2004 – Reduction of the Boron Content in the Sabcha 3 Seawater

 

In order to improve the quality of the desalinated water and to reduce the Boron content in the water, Mekorot upgraded the desalination process at the Sabcha 3 facility in Eilat in 2004. The upgraded process includes adding means to remove Boron through a sophisticated combination system. Mekorot registered a patent for this crucial development for removing Boron in 2006.

 

 

 

2004 – Establishment of the WaTech Technological Initiative Center

 

The Technological Initiative Center was established in order to develop the Company’s operational effectiveness through the use of the newest and most advanced water technologies. Mekorot, through WaTech, offers a beta testing site, support, technological analysis and a business platform for various institutions in Israel and around the world.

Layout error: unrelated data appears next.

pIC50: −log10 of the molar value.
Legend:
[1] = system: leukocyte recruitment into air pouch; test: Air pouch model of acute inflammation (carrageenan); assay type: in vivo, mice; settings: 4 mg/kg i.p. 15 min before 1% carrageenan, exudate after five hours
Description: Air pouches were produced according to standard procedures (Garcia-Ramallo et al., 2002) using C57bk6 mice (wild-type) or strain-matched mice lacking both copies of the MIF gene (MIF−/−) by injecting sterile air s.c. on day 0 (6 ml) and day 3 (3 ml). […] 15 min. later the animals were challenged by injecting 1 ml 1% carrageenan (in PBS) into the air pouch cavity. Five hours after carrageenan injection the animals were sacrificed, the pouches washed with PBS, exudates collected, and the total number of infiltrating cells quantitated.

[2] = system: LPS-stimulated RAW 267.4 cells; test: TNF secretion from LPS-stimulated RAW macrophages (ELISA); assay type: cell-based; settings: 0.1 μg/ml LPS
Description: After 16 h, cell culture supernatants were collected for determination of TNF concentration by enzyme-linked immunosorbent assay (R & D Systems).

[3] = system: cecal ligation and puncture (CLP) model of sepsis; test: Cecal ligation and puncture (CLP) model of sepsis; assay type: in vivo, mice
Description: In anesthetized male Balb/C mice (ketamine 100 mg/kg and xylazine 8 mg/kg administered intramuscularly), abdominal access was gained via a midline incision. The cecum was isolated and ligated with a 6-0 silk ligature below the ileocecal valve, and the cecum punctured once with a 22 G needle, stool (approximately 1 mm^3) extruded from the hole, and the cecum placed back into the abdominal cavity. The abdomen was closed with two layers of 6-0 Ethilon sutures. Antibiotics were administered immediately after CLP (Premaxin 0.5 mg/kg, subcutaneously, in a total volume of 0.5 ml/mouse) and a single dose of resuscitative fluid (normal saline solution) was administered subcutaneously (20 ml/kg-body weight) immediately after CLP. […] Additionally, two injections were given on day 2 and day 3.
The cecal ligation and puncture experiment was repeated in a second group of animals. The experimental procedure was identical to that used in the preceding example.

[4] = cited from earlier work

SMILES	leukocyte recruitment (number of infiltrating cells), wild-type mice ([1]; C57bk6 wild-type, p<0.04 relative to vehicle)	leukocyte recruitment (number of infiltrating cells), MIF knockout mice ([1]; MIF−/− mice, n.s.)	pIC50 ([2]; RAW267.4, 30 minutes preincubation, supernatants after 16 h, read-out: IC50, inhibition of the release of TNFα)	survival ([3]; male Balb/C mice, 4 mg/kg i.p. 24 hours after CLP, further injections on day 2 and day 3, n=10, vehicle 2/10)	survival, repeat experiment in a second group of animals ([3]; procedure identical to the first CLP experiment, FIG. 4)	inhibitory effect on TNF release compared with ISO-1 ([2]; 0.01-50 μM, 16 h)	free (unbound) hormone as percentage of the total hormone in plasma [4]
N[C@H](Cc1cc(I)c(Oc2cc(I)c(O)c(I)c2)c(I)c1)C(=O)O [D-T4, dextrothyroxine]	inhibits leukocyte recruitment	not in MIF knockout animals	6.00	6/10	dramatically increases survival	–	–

2005 – Implementation of the Reorganization at Mekorot

 

Mekorot carried out a process of streamlining and reorganization announced a year earlier. As part of the process, the company gradually split into a group of companies. The Group is headed by Mekorot Holdings, fully owned by the Government. The holding company is the parent company of  Mekorot Water (involved in supplying water), Mekorot Enterprises (which deals with activities in competitive sectors in the water industry), and EMS Mekorot Projects Ltd, which consolidates all the operating units.

 

 

 

 

2006 – Signing International Cooperation Agreements